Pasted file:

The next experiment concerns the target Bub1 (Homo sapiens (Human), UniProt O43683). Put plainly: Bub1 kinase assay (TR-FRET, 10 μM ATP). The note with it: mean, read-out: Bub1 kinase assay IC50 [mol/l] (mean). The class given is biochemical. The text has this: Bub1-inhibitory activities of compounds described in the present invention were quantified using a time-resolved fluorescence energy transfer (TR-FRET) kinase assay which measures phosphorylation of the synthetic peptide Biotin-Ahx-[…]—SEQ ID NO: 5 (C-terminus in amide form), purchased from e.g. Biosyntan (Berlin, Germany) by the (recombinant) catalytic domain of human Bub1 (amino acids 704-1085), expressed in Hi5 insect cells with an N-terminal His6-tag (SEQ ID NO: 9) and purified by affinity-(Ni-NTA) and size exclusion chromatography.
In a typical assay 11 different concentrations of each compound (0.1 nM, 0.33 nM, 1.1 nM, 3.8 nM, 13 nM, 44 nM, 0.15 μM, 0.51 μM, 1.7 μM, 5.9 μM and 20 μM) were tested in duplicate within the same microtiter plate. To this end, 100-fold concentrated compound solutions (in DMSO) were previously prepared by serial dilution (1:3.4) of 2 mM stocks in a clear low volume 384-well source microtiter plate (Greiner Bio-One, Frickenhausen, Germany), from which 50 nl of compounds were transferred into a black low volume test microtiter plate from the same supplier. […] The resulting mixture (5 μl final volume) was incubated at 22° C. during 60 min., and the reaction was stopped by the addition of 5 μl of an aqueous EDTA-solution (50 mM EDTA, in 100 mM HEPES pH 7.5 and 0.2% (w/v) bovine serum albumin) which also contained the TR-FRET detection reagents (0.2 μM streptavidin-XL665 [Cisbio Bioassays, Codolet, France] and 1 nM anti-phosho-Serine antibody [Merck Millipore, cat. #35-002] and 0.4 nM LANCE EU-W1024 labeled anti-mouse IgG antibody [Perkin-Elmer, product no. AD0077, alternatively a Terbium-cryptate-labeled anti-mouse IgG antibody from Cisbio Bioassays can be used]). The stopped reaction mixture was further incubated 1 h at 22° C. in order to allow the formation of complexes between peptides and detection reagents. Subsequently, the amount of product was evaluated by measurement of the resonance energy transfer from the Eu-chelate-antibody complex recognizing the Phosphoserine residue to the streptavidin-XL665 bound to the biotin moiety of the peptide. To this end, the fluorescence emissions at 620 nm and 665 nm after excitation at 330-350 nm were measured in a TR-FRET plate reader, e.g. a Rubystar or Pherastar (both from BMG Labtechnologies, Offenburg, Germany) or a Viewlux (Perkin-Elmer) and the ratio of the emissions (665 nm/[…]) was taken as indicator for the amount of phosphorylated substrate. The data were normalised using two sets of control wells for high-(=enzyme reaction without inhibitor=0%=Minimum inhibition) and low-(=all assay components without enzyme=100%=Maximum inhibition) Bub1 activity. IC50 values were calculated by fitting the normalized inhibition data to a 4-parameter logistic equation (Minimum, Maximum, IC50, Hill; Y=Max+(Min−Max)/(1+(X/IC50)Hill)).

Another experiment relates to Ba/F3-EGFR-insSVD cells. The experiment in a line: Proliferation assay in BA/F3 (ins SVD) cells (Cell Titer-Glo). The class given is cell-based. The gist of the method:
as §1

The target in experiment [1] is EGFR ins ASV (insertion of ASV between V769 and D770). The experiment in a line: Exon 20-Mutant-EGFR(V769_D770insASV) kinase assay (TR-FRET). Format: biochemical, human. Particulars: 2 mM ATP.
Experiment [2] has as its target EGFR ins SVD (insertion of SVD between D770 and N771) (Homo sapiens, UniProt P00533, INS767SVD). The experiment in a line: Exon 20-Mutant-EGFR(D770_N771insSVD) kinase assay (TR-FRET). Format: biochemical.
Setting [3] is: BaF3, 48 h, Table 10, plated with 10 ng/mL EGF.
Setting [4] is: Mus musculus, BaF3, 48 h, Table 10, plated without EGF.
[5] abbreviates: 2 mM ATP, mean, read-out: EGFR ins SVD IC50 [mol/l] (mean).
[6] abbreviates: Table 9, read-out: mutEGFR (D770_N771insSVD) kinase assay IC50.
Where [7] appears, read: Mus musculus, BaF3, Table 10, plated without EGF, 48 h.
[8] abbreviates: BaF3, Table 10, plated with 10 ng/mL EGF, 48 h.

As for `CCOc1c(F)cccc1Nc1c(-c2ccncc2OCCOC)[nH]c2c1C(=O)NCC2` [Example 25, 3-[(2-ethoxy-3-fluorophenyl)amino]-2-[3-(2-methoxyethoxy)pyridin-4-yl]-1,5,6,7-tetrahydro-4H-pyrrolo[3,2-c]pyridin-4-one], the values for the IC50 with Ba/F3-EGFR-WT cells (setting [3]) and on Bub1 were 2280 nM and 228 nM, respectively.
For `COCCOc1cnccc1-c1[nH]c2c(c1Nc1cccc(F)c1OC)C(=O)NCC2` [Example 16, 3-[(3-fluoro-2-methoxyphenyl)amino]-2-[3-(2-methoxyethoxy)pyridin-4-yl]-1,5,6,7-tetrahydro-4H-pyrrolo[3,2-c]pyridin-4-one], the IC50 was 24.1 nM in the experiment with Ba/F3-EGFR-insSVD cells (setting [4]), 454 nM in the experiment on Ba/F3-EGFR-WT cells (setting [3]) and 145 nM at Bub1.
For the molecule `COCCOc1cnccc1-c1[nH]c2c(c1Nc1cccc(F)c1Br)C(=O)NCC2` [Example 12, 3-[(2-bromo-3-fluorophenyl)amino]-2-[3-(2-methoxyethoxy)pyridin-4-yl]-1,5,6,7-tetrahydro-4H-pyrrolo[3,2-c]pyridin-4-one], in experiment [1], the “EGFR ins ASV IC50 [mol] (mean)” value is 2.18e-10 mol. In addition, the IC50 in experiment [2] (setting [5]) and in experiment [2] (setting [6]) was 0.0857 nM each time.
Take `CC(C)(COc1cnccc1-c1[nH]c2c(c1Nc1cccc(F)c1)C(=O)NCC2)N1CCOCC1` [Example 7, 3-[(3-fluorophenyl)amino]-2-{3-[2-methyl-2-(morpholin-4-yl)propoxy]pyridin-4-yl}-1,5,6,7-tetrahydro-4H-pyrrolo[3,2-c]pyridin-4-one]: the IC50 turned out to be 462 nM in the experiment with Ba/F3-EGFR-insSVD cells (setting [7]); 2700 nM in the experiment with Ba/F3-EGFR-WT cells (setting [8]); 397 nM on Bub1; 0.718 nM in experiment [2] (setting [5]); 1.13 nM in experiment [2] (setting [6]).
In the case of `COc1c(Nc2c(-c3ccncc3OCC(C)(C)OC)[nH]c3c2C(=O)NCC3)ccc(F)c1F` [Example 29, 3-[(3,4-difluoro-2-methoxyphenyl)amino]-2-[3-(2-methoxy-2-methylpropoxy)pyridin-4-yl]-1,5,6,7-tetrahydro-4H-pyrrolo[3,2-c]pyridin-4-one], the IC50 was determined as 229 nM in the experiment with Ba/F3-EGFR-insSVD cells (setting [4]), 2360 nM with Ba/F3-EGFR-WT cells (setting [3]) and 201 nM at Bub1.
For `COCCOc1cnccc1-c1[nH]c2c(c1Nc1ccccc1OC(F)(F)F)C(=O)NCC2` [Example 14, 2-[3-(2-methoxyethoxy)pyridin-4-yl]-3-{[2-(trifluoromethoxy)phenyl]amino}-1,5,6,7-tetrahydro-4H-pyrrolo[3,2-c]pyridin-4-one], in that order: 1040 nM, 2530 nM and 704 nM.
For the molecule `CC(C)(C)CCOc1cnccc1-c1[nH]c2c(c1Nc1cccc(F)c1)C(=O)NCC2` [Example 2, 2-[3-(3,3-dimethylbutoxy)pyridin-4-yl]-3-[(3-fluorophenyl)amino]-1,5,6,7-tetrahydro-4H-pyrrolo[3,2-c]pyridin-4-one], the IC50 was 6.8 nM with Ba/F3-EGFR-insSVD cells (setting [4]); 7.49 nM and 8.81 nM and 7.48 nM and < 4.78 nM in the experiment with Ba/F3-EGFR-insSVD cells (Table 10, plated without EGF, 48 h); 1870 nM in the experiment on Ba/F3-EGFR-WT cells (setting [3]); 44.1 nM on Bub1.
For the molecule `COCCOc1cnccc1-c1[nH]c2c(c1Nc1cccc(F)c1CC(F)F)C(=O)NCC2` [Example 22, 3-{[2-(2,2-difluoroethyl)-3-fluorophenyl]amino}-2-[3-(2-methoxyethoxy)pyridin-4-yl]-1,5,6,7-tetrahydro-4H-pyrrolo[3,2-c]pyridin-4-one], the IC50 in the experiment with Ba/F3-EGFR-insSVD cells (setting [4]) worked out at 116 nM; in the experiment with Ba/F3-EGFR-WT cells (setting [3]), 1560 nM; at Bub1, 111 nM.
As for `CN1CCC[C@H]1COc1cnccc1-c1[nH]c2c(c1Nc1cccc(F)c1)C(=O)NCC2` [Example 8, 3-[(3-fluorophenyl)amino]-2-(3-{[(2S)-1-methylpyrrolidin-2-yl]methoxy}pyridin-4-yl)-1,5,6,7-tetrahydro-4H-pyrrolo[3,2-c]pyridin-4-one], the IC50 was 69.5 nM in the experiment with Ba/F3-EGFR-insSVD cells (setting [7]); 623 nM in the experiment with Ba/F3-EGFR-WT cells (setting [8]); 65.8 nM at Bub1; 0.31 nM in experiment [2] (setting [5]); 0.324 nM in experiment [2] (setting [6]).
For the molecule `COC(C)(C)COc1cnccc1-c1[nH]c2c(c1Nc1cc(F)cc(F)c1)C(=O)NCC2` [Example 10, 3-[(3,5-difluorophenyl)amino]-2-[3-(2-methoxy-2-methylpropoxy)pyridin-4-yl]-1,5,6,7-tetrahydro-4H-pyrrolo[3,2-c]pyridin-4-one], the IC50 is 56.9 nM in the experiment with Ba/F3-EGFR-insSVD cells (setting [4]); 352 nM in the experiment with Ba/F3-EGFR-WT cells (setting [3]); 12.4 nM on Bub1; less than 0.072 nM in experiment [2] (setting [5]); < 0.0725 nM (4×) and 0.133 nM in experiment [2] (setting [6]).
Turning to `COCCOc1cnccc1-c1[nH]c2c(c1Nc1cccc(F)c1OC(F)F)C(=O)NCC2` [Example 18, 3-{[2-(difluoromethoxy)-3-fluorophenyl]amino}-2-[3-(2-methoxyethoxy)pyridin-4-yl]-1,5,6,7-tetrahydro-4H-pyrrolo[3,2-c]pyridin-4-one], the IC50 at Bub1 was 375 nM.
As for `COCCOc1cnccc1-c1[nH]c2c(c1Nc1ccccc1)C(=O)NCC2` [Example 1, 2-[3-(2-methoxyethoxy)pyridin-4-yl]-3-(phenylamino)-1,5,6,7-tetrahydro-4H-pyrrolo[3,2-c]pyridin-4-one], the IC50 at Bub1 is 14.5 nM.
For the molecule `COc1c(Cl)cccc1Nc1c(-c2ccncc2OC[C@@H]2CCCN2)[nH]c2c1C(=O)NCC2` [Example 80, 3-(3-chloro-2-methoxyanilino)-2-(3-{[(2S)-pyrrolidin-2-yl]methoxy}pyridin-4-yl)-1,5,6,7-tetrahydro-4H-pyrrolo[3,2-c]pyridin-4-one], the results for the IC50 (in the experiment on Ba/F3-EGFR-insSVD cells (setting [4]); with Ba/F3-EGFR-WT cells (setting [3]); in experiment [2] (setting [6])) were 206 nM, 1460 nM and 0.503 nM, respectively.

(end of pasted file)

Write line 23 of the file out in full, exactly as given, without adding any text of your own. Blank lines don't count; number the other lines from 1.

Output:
Turning to `COCCOc1cnccc1-c1[nH]c2c(c1Nc1cccc(F)c1OC(F)F)C(=O)NCC2` [Example 18, 3-{[2-(difluoromethoxy)-3-fluorophenyl]amino}-2-[3-(2-methoxyethoxy)pyridin-4-yl]-1,5,6,7-tetrahydro-4H-pyrrolo[3,2-c]pyridin-4-one], the IC50 at Bub1 was 375 nM.